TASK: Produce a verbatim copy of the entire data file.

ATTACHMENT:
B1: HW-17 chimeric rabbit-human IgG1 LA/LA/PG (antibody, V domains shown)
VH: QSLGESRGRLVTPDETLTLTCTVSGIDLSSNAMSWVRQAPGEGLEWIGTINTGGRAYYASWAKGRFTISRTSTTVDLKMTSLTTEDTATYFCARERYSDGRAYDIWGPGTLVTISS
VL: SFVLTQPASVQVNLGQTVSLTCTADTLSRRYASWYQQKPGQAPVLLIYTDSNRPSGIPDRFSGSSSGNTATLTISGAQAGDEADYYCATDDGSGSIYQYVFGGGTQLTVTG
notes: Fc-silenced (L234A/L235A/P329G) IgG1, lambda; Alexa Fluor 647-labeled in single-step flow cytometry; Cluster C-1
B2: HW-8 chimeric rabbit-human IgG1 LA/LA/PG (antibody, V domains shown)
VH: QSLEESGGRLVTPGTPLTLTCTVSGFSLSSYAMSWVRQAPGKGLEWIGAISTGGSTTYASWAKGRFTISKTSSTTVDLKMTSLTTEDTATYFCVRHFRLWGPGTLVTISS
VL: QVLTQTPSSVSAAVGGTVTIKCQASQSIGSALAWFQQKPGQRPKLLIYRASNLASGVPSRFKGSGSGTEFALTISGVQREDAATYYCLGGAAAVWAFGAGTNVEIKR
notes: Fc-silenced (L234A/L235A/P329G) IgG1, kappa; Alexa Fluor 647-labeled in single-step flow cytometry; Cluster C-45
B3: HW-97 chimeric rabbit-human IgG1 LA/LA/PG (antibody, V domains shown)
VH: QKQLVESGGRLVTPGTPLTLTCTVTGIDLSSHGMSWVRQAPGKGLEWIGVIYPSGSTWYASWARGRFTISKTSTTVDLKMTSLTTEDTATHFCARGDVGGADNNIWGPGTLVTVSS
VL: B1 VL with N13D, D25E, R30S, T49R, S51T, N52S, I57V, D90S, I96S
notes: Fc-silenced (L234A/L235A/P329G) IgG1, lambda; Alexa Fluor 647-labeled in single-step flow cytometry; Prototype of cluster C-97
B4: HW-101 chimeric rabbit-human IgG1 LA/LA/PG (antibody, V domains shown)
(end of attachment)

B1: HW-17 chimeric rabbit-human IgG1 LA/LA/PG (antibody, V domains shown)
VH: QSLGESRGRLVTPDETLTLTCTVSGIDLSSNAMSWVRQAPGEGLEWIGTINTGGRAYYASWAKGRFTISRTSTTVDLKMTSLTTEDTATYFCARERYSDGRAYDIWGPGTLVTISS
VL: SFVLTQPASVQVNLGQTVSLTCTADTLSRRYASWYQQKPGQAPVLLIYTDSNRPSGIPDRFSGSSSGNTATLTISGAQAGDEADYYCATDDGSGSIYQYVFGGGTQLTVTG
notes: Fc-silenced (L234A/L235A/P329G) IgG1, lambda; Alexa Fluor 647-labeled in single-step flow cytometry; Cluster C-1
B2: HW-8 chimeric rabbit-human IgG1 LA/LA/PG (antibody, V domains shown)
VH: QSLEESGGRLVTPGTPLTLTCTVSGFSLSSYAMSWVRQAPGKGLEWIGAISTGGSTTYASWAKGRFTISKTSSTTVDLKMTSLTTEDTATYFCVRHFRLWGPGTLVTISS
VL: QVLTQTPSSVSAAVGGTVTIKCQASQSIGSALAWFQQKPGQRPKLLIYRASNLASGVPSRFKGSGSGTEFALTISGVQREDAATYYCLGGAAAVWAFGAGTNVEIKR
notes: Fc-silenced (L234A/L235A/P329G) IgG1, kappa; Alexa Fluor 647-labeled in single-step flow cytometry; Cluster C-45
B3: HW-97 chimeric rabbit-human IgG1 LA/LA/PG (antibody, V domains shown)
VH: QKQLVESGGRLVTPGTPLTLTCTVTGIDLSSHGMSWVRQAPGKGLEWIGVIYPSGSTWYASWARGRFTISKTSTTVDLKMTSLTTEDTATHFCARGDVGGADNNIWGPGTLVTVSS
VL: B1 VL with N13D, D25E, R30S, T49R, S51T, N52S, I57V, D90S, I96S
notes: Fc-silenced (L234A/L235A/P329G) IgG1, lambda; Alexa Fluor 647-labeled in single-step flow cytometry; Prototype of cluster C-97
B4: HW-101 chimeric rabbit-human IgG1 LA/LA/PG (antibody, V domains shown)